“A lot of people talk about encountering a being of light,” he said. “Christians call it Christ. Jewish people say it’s an angel. I’ve gone to different continents, and you can hear the same thing in China, India and Japan about meeting a being of complete love and compassion.”

It’s not just what people see in the afterlife that makes these stories so powerful, he says. It’s how they live their lives once they survive a near-death experience.

Many people are never the same, Moody says. They abandon careers that were focused on money or power for more altruistic pursuits.

“Whatever they had been chasing, whether it's power, money or fame, their experience teaches them that what this (life) is all about is teaching us to love,” Moody said.

Under 'the gaze of a God'

Alexander, the author of “Proof of Heaven,” seems to fit Moody's description. He’s a neurosurgeon, but he spends much of time now speaking about his experience instead of practicing medicine.

He'd heard strange stories over the years of revived heart attack patients traveling to wonderful landscapes, talking to dead relatives and even meeting God. But he never believed those stories. He was a man of science, an Episcopalian who attended church only on Easter and Christmas.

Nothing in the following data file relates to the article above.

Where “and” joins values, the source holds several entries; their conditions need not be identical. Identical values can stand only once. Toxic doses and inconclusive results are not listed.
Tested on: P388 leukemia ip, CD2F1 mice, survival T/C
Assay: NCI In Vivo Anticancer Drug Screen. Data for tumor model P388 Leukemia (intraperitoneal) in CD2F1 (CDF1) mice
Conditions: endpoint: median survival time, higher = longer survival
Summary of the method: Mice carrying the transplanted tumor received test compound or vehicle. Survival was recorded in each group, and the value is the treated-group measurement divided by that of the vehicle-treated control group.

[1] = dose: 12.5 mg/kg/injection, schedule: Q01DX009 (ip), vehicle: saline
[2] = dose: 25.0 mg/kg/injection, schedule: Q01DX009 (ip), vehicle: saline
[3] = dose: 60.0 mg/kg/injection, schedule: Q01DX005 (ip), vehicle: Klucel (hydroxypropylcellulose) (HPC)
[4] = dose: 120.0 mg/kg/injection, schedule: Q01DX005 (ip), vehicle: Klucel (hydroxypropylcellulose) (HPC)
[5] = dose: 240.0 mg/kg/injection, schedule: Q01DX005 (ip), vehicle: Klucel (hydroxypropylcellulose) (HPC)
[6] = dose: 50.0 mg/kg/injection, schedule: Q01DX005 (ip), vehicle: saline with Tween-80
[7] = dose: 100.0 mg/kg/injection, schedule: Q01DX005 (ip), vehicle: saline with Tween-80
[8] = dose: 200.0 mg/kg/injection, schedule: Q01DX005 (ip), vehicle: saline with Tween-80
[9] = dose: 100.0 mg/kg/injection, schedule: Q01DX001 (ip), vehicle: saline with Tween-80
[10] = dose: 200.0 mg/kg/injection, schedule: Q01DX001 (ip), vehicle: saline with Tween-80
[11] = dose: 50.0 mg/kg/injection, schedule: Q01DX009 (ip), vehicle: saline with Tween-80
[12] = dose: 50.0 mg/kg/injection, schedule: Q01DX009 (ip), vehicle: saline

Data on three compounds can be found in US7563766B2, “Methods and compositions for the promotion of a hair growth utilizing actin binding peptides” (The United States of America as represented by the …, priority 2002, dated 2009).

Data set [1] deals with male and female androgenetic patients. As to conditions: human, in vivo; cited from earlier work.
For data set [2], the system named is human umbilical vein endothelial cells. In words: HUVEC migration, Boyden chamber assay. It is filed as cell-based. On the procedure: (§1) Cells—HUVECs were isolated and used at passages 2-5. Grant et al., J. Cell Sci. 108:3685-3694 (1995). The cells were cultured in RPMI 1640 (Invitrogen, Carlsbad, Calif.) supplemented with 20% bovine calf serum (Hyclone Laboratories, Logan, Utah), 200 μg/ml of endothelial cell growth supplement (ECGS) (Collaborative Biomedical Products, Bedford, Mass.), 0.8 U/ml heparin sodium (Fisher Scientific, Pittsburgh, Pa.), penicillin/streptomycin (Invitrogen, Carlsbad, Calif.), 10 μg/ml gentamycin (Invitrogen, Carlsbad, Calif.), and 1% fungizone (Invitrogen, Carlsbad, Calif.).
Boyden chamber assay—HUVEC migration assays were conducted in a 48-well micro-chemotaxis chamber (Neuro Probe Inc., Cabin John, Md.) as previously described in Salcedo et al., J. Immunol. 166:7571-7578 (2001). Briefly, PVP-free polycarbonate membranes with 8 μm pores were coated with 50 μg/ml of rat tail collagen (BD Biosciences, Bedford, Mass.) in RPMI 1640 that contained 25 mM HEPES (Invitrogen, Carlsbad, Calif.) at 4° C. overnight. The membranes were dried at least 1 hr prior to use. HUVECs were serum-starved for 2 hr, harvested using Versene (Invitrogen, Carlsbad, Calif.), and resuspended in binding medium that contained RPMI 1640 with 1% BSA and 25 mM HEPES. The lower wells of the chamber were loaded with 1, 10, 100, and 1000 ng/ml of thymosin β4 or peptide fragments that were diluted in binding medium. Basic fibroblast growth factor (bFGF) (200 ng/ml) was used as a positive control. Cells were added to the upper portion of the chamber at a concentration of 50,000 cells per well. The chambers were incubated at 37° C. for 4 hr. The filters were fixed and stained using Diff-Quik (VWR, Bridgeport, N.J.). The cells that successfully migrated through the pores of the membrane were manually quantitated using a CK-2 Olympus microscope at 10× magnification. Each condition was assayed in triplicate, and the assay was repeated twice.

That changed one November morning in 2008 when he was awakened in his Lynchburg, Virginia, home by a bolt of pain shooting down his spine. He was rushed to the hospital and diagnosed with bacterial meningitis, a disease so rare, he says, it afflicts only one in 10 million adults.

After his violent seizures, he lapsed into a coma — and there was little hope for his survival. But he awakened a week later with restored health and a story to tell.

He says what he experienced was “too beautiful for words.” The heaven he describes is not some disembodied hereafter. It’s a physical place filled with achingly beautiful music, waterfalls, lush fields, laughing children and running dogs.